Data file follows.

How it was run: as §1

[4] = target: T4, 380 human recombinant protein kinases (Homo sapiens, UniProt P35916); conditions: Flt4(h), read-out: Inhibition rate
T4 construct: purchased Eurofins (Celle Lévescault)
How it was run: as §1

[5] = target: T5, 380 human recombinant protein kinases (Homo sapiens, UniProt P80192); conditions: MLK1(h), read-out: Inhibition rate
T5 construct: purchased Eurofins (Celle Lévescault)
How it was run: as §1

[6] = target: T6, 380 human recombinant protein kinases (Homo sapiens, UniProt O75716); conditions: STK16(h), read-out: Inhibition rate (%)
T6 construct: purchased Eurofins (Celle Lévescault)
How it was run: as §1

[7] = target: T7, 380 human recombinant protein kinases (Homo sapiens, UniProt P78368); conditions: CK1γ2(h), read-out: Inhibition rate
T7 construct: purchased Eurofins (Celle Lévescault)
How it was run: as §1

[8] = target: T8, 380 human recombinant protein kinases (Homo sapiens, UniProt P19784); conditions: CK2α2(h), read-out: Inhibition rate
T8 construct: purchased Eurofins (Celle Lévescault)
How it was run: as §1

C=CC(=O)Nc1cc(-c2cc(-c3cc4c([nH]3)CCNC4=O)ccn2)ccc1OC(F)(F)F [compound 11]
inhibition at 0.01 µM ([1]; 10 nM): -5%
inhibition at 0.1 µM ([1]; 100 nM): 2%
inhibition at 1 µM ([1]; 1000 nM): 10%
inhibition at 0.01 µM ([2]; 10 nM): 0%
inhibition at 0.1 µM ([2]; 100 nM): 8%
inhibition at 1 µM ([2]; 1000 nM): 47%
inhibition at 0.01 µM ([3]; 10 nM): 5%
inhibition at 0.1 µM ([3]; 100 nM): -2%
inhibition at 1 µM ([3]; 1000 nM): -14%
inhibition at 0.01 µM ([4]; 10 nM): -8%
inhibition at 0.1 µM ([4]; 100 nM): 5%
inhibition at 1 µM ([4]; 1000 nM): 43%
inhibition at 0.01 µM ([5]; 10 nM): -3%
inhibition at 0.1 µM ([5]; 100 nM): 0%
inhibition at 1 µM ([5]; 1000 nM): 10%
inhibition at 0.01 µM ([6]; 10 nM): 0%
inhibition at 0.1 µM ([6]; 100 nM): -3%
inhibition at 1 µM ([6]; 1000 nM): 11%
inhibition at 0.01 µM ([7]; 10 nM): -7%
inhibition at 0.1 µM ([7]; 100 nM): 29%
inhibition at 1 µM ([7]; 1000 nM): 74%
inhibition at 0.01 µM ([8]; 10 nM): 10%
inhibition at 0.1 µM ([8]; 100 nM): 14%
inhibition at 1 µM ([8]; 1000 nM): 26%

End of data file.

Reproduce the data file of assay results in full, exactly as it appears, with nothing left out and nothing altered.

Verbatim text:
How it was run: as §1

[4] = target: T4, 380 human recombinant protein kinases (Homo sapiens, UniProt P35916); conditions: Flt4(h), read-out: Inhibition rate
T4 construct: purchased Eurofins (Celle Lévescault)
How it was run: as §1

[5] = target: T5, 380 human recombinant protein kinases (Homo sapiens, UniProt P80192); conditions: MLK1(h), read-out: Inhibition rate
T5 construct: purchased Eurofins (Celle Lévescault)
How it was run: as §1

[6] = target: T6, 380 human recombinant protein kinases (Homo sapiens, UniProt O75716); conditions: STK16(h), read-out: Inhibition rate (%)
T6 construct: purchased Eurofins (Celle Lévescault)
How it was run: as §1

[7] = target: T7, 380 human recombinant protein kinases (Homo sapiens, UniProt P78368); conditions: CK1γ2(h), read-out: Inhibition rate
T7 construct: purchased Eurofins (Celle Lévescault)
How it was run: as §1

[8] = target: T8, 380 human recombinant protein kinases (Homo sapiens, UniProt P19784); conditions: CK2α2(h), read-out: Inhibition rate
T8 construct: purchased Eurofins (Celle Lévescault)
How it was run: as §1

C=CC(=O)Nc1cc(-c2cc(-c3cc4c([nH]3)CCNC4=O)ccn2)ccc1OC(F)(F)F [compound 11]
inhibition at 0.01 µM ([1]; 10 nM): -5%
inhibition at 0.1 µM ([1]; 100 nM): 2%
inhibition at 1 µM ([1]; 1000 nM): 10%
inhibition at 0.01 µM ([2]; 10 nM): 0%
inhibition at 0.1 µM ([2]; 100 nM): 8%
inhibition at 1 µM ([2]; 1000 nM): 47%
inhibition at 0.01 µM ([3]; 10 nM): 5%
inhibition at 0.1 µM ([3]; 100 nM): -2%
inhibition at 1 µM ([3]; 1000 nM): -14%
inhibition at 0.01 µM ([4]; 10 nM): -8%
inhibition at 0.1 µM ([4]; 100 nM): 5%
inhibition at 1 µM ([4]; 1000 nM): 43%
inhibition at 0.01 µM ([5]; 10 nM): -3%
inhibition at 0.1 µM ([5]; 100 nM): 0%
inhibition at 1 µM ([5]; 1000 nM): 10%
inhibition at 0.01 µM ([6]; 10 nM): 0%
inhibition at 0.1 µM ([6]; 100 nM): -3%
inhibition at 1 µM ([6]; 1000 nM): 11%
inhibition at 0.01 µM ([7]; 10 nM): -7%
inhibition at 0.1 µM ([7]; 100 nM): 29%
inhibition at 1 µM ([7]; 1000 nM): 74%
inhibition at 0.01 µM ([8]; 10 nM): 10%
inhibition at 0.1 µM ([8]; 100 nM): 14%
inhibition at 1 µM ([8]; 1000 nM): 26%